Earlier this month, the Delaware Court of Chancery released its
opinion in Winshall v. Viacom International, Inc.
The Court dismissed a claim for breach of the implied covenant of
good faith and fair dealing in a merger agreement. The sellers of
Harmonix Music Systems, Inc., the creator of the music-oriented
video games Rock Band and Guitar Hero, alleged that the buyer,
Viacom, breached this implied covenant in connection with an
earn-out provision contained in the merger agreement.
The earn-out provision provided the sellers of Harmonix with an
opportunity to earn additional cash payments from Viacom in the two
years following closing based on the extent to which gross profit
from sales of the Rock Band video game exceeded certain targets.
During the earn-out period, Viacom had an opportunity to
renegotiate the distribution agreement with the video game's
distributor, Electronic Arts, to reduce distribution costs. A
reduction in the distribution costs for the Rock Band game would
have increased gross profits and thus generated higher earn-out
payments for the sellers. Instead, Viacom and Electronic Arts
agreed to amend the distribution agreement to confer other benefits
on Viacom (including reduced distribution costs for another video
game that had not yet been released) and not lower the distribution
costs for the Rock Band game. The sellers alleged that Viacom
purposefully renegotiated the distribution agreement with
Electronic Arts so as to reduce the earn-out payments and thus
breached the covenant of good faith and fair dealing implied in the
The Court described the implied covenant of good faith and fair
dealing as follows:
Under Delaware law, an implied covenant of good faith and fair
dealing inheres in every contract. The implied covenant
"requires a party in a contractual relationship to refrain
from arbitrary or unreasonable conduct which has the effect of
preventing the other party to the contract from receiving the
fruits of the bargain." A party is liable for breaching the
covenant when its conduct "frustrates the overarching purpose
of the contract by taking advantage of [its] position to control
implementation of the agreement's terms."
The Court dismissed the sellers' claim primarily on the
basis that the sellers had no reasonable expectancy interest in the
subject matter of the amendment. The amendments to the distribution
agreement had no effect, positive or negative, on the amount of the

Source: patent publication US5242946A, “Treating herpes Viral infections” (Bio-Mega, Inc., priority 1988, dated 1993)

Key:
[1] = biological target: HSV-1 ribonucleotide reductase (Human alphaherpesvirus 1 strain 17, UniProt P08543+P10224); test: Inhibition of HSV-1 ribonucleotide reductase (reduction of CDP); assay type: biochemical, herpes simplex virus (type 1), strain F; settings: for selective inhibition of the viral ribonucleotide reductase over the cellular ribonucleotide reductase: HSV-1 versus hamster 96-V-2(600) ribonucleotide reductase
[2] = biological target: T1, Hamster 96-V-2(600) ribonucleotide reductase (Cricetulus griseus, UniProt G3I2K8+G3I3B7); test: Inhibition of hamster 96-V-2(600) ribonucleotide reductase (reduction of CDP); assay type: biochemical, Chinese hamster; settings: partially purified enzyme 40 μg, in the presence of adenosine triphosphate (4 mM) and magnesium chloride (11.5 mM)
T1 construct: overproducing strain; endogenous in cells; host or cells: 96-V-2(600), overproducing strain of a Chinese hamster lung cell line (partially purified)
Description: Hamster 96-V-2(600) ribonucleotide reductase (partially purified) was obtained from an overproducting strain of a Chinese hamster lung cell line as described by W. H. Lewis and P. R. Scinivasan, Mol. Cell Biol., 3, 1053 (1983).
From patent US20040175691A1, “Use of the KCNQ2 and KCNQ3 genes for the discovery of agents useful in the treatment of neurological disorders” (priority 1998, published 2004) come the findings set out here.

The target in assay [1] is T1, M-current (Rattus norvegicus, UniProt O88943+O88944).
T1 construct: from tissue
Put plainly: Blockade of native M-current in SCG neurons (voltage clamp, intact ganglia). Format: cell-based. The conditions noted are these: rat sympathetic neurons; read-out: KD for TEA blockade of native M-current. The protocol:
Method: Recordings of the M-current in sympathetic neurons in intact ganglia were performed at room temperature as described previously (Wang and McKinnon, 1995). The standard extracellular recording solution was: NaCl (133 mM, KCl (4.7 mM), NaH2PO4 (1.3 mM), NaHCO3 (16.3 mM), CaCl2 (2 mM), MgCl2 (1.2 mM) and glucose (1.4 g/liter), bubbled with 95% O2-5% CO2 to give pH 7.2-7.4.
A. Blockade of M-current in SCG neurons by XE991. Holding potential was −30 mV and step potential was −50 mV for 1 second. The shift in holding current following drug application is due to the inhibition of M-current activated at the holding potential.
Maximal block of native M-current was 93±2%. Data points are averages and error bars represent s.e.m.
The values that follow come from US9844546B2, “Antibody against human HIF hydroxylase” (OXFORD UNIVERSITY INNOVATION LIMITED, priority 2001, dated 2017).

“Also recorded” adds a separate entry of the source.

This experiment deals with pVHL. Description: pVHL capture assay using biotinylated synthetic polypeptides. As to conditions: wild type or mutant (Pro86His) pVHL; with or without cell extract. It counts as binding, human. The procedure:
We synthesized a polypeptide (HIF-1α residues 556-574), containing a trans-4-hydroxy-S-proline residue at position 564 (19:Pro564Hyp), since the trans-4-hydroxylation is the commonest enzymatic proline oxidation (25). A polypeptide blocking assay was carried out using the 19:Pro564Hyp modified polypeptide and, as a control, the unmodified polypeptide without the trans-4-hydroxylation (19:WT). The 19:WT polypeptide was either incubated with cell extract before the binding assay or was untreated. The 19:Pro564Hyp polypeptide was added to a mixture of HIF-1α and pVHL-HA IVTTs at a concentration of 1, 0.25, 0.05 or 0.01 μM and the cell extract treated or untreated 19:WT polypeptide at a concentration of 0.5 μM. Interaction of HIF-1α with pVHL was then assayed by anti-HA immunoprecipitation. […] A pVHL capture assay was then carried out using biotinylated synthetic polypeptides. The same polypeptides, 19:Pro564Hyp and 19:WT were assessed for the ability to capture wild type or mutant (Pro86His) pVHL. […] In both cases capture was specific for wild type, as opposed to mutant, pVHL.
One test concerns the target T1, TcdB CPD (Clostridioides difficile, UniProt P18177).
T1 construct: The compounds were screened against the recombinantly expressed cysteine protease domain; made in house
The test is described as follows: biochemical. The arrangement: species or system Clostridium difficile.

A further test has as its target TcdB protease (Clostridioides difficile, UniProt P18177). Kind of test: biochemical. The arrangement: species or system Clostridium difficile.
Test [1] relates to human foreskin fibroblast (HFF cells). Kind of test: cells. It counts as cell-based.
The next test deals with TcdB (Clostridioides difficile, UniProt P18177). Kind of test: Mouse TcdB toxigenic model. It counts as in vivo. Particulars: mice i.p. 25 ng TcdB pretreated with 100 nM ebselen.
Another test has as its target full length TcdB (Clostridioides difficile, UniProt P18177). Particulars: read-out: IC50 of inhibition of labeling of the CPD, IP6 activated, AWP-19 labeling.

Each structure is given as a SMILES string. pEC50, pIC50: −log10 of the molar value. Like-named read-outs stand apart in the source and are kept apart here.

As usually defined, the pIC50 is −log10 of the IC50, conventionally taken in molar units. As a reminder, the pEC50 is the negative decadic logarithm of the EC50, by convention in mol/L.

earn-out payment over what would have been expected under the
original distribution agreement with Electronic Arts.
In clarifying the application of the implied covenant of good
faith and fair dealing, the Court states:
The court must be mindful that the implied covenant of good
faith and fair dealing should not be applied to give plaintiffs
contractual protections that "they failed to secure for
themselves at the bargaining table." In other words, the
implied covenant is not a license to rewrite contractual language
just because the plaintiff failed to negotiate for protections
that, in hindsight, would have made the contract a better deal.
Rather, a party may only invoke the protections of the covenant
when it is clear from the underlying contract that "the
contracting parties would have agreed to proscribe the act later
complained of . . . had they thought to negotiate with respect to
So, you ask, does the implied covenant of good faith and fair
dealing apply here in Canada? Not sure, actually... My partner,
Geoff Hall, does an excellent job canvassing the divergent case
law in this area in his book, Canadian Contractual Interpretation Law
(LexisNexis Canada Inc., 2007) and ultimately concludes that there
is no clear answer in Canada (except in Quebec, where a similar
duty exists under civil law). Geoff says that such a thing would be
good to have since contracts work better when there is a duty of
good faith performance. In one of the closing paragraphs to his
book, Geoff states, "Relationships can inherently require
adjustment, and work best when problems, which inevitably arise,
are smoothed out by parties working reasonably and cooperatively to
fulfil the purpose of their agreement rather than clinging to the
letter of their contract."
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Under the Income Tax Act, the Employment Insurance Act, and the Excise Tax Act, a director of a corporation is jointly and severally liable for a corporation's failure to deduct and remit source deductions or GST.
Under the Income Tax Act, the Employment Insurance Act, the Canada Pension Plan Act and the Excise Tax Act, a director of a corporation is jointly and severally liable for a corporation's failure to deduct and remit source deductions.
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